Opinion: Clarion Call

Poll shows how college students were affected by events of Sept. 11

Clarion Call No. 141
About two out of three college students have changed their behavior as a result of the terrorist attacks of Septemeber 11, according to a poll released this week by the Independent Women’s Forum. Ninety-six percent of students polled report that the attacks had an impact on their lives.

The poll, conducted for the IWF by the Tarrance Group, was conducted through telephone interviews with 600 college students between the ages of 18 and 25. It has a confidence interval of plus or minus 4.1 percent.

Among the changes in behavior noted by the poll, the greatest by far was that students reported praying more; 32 percent of students said their praying had increased since Sept. 11. Other activities seeing large increases were volunteering (24 percent) and studying (22 percent). The poll also found students reported decreases in such activities as partying (13 percent reported a decrease), drinking (7 percent) and smoking (7 percent).

The top three most powerful emotions felt after Sept. 11 reported by the student polled were “Compassion for the victims” (receiving a mean rating of 8.4 on a ten-point scale), “Gratitude for your blessings” (7.6), and “Determination to protect our country” (6.2).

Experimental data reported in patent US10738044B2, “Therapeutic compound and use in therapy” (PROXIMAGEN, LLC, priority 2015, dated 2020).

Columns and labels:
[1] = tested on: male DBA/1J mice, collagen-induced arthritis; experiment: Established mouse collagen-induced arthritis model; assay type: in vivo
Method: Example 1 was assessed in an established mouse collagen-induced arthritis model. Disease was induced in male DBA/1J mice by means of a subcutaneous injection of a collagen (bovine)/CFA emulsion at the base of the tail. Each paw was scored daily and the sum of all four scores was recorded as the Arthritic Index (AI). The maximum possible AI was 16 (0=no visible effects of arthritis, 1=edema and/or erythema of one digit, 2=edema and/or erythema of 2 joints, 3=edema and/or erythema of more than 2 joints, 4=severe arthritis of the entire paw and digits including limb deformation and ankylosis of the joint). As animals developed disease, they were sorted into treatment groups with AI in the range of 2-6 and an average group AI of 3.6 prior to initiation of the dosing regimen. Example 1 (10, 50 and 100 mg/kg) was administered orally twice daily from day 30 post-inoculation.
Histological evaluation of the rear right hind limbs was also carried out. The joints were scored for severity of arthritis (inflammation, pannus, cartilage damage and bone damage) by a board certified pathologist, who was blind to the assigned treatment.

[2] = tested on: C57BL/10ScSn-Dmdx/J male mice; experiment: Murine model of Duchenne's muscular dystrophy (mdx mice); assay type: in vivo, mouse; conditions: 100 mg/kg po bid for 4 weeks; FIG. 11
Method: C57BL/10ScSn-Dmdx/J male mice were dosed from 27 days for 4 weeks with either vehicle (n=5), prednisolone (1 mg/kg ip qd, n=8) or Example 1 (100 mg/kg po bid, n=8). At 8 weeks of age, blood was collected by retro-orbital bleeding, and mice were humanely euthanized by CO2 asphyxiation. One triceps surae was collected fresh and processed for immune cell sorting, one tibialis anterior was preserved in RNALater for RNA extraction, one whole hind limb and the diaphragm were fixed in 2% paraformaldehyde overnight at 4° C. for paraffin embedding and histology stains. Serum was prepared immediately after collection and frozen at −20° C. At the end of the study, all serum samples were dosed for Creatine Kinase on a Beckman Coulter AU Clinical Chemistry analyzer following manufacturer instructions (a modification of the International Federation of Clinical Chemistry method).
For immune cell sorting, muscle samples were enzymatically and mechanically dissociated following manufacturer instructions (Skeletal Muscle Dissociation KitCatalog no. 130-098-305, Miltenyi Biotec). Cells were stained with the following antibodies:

The most important values reported by the students polled were “Personal responsibility” and “Family” — 94 percent labeled these values either “Extremely Important” or “Very Important.” By way of comparison, “Patriotism” was considered extremely or very important by 63 percent of students; “Volunteering in the community,” by 58 percent; and “Religion,” by 50 percent.

“We looked beyond the obvious questions of how America’s college students feel about the war on terrorism and asked how terrorism has directly affected their lives,” said IWF President Nancy M. Pfotenhauer. “What we found is a generation of young people who, forced to grow up by the events of Sept. 11, have done just that.”

The poll also found that college student voters were much more likely to identify themselves as politically liberal than the rest of the U.S. electorate. While 33 percent of the U.S. electorate considers themselves liberal, 55 percent of college students do. Also, 61 percent of the U.S. electorate considers themselves conservatives, compared with only 39 percent of college students.

The latter results make the poll’s findings concerning college students’ opinions of George Bush more surprising. Seventy-five percent of students polled approved of the job Bush is doing as president (41 percent “strongly approve”), and 70 percent approved of Bush as a person (34 percent strongly approve). Sixty-four percent approved of Bush on both measures. Furthermore, 65 percent said they are glad Bush is president in light of Sept. 11, and only 18 percent said they wish Gore was president.

The poll is available on the IWF’s web site, www.iwf.org.